Durham University Vice-Chancellor, Professor Stuart Corbridge, was the first Vice-Chancellor in the UK to have their salary bumped up to its pre-Covid-19 level, according to information obtained in a Freedom of Information request by The Times.
Professor Corbridge took a 10% pay cut during the early stages of the pandemic. In July 2020, the Vice-Chancellor’s salary was boosted from £245,700 back to its pre-pandemic amount of £273,000.
Data obtained in a Freedom of Information request by Palatinate showed that at this time, 884 staff at Durham University were on furlough.
Durham University was followed by Newcastle University and the Royal College of Art, where the Vice-Chancellors’ salaries were returned to normal in August 2020.
The University of Cambridge is the most recent university to have boosted the salary of their Vice-Chancellor, Professor Stephen Toope, to its pre-pandemic level in April 2021.
Commenting on the Vice-Chancellor’s remuneration, a Durham University spokesperson clarified that “Durham’s Vice-Chancellor pay is determined and published by the Remuneration Committee, whose members are independent of the University Executive. It is also published as part of the annual Financial Statements.”
In an exclusive interview with Palatinate, when asked if he believes that executives at universities are overpaid, the Vice-Chancellor said: “I think it’s for the University to decide where the pay levels are set, and for others to commentate on whether we’re paid at an appropriate level.”
Commenting on the Vice-Chancellor’s salary, the Durham branch of the University and College Union (DUCU) said: “DUCU condemns the systemic inequalities that inflated salaries for senior managers of universities introduces.
“These inflated salaries, coming at a time when jobs for the rank and file are being slashed and removed, when our workloads are ever increasing, are a slap in the face to the people who truly make the University function, and are yet another symptom of the increasing marketisation of education.”
The University introduced voluntary measures for staff in a bid to recover £10 million worth of pandemic-related financial losses. These included a five to 20% pay cut for a minimum of three months, a minimum 10% reduction in hours, voluntary severance, and early retirement.
All members of the University Executive Committee volunteered to reduce their salaries from August 2020 as part of the scheme. It is unclear whether the Vice-Chancellor’s salary was reduced again after July 2020.
Predicting a significant reduction in international student recruitment due to Covid-19 restrictions and the prospect of online education, the University also reduced non-staffing costs and instated a freeze on hiring non-essential staff to protect against income loss.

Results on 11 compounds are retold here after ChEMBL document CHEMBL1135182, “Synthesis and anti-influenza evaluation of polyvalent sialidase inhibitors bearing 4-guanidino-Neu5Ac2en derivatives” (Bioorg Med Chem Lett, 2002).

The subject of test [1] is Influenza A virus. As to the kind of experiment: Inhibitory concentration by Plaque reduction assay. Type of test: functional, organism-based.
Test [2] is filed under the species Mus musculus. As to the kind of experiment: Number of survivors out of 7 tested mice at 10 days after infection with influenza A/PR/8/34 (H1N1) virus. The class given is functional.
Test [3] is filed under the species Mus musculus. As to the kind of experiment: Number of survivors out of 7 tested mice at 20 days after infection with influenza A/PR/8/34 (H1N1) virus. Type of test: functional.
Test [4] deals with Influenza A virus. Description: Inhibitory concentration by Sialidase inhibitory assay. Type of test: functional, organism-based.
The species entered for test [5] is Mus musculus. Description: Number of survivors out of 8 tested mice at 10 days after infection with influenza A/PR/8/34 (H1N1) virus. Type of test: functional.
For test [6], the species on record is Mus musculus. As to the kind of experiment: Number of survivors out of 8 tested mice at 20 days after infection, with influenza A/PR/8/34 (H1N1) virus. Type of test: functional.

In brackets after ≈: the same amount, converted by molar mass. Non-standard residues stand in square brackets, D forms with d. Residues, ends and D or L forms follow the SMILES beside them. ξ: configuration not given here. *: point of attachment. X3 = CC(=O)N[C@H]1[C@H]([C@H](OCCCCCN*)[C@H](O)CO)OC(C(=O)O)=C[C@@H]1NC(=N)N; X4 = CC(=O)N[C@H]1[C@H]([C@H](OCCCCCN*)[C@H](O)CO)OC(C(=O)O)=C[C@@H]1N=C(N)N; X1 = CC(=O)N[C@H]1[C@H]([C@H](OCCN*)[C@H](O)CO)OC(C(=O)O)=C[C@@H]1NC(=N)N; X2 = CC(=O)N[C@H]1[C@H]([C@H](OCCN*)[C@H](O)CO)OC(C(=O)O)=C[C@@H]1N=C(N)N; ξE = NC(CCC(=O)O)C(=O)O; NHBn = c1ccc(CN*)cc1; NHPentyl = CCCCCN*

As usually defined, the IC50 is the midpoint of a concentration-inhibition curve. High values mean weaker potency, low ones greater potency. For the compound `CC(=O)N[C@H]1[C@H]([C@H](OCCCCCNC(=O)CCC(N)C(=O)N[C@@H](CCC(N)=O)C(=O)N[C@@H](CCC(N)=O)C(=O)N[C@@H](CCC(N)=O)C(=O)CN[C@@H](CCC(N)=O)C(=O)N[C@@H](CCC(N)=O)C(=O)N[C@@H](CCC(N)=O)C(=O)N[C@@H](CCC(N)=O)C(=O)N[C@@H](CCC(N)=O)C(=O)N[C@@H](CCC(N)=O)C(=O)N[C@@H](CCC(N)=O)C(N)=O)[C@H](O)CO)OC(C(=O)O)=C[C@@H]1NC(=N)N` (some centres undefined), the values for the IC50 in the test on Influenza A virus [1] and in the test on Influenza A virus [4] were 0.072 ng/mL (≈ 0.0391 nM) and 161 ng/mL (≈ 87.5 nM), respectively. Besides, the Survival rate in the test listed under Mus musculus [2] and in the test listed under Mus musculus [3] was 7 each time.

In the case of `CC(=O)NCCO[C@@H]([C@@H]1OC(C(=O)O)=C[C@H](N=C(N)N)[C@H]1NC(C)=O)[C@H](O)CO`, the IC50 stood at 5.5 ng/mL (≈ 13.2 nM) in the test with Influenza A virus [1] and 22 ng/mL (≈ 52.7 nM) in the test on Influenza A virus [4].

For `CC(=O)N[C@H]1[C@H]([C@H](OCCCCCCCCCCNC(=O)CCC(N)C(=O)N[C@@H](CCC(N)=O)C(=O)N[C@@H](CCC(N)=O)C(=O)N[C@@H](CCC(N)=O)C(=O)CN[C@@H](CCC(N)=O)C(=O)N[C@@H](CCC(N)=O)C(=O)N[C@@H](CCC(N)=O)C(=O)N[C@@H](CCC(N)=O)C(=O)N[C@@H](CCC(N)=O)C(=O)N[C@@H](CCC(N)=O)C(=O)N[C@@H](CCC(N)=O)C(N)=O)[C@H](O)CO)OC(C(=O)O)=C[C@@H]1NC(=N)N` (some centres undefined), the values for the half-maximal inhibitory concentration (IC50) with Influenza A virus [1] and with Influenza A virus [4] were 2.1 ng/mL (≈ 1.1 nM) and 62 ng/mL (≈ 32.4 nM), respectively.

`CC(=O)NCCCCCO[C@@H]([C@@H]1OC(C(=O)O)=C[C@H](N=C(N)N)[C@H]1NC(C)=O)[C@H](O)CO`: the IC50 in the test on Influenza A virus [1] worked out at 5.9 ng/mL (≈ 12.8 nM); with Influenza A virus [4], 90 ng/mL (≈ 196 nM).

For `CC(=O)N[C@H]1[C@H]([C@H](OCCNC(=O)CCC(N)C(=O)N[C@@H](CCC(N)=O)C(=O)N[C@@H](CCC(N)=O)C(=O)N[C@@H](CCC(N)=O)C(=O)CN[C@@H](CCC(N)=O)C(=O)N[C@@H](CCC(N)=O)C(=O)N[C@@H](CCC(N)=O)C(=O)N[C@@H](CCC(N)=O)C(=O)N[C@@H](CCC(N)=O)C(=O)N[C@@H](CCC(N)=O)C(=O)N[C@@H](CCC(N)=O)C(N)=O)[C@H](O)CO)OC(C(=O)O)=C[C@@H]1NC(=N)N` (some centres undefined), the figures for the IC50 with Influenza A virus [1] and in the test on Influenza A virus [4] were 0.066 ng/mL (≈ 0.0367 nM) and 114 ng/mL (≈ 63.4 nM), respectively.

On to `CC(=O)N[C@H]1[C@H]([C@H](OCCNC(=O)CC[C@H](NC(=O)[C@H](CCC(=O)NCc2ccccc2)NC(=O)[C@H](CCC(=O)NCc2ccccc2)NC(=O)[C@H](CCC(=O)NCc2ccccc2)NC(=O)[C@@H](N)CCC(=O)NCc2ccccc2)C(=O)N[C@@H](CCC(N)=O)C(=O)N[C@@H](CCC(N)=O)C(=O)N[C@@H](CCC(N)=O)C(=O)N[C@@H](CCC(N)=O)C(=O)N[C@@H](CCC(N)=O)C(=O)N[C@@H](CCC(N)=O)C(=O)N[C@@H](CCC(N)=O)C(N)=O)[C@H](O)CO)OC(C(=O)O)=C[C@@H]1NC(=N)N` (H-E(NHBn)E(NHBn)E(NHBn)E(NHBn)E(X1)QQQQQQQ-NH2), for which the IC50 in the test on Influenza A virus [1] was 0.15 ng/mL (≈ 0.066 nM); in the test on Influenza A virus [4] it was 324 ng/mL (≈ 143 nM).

However, the Vice-Chancellor assured Palatinate that the University is “in a better financial position now than we thought we might have been a year ago”.
According to The Times, about 1,900 staff have been made redundant via voluntary and compulsory redundancies, and the ending of fixed-term contracts, since March last year at the universities that reinstated Vice-Chancellor pay.
Joanne Race, the University’s Director of Human Resources and Organisation Development, said: “Durham University has remained open, although operating differently, throughout the pandemic. The health and safety of our community is our priority and we have carefully considered how best to protect our staff and the University.
“Like many other HEIs and following consultation with the Trade Unions, we decided to engage with the Government’s Temporary Job Retention Scheme, in accordance with Government guidance. This decision was not taken lightly.
“The University worked within the rules and the spirit of the Job Retention Scheme, which was designed to protect roles. All staff who were furloughed continued to receive full pay and all have now returned to work.
“As the majority of services remained open for business we used the Scheme in a proportionate and limited manner. This included accessing the Scheme only where there was no possibility of temporarily redeploying colleagues to work elsewhere in the University.”
Durham UCU said: “The Vice Chancellor lives on another planet compared to most workers at the University.
“His salary is worth over five times the salary of most lecturers – for many estates and professional services staff, his salary is 10 times higher.
“The fact that the University management increased his salary whilst many were on furlough and worried for their jobs speaks volumes about their attitude towards staff.
“UCU advocates a policy of a 10:1 maximum pay differential, meaning that the highest paid in the university would earn no more than 10 times as much as the lowest. For Durham, that would equate to a salary of £164,200.”
Image: Durham University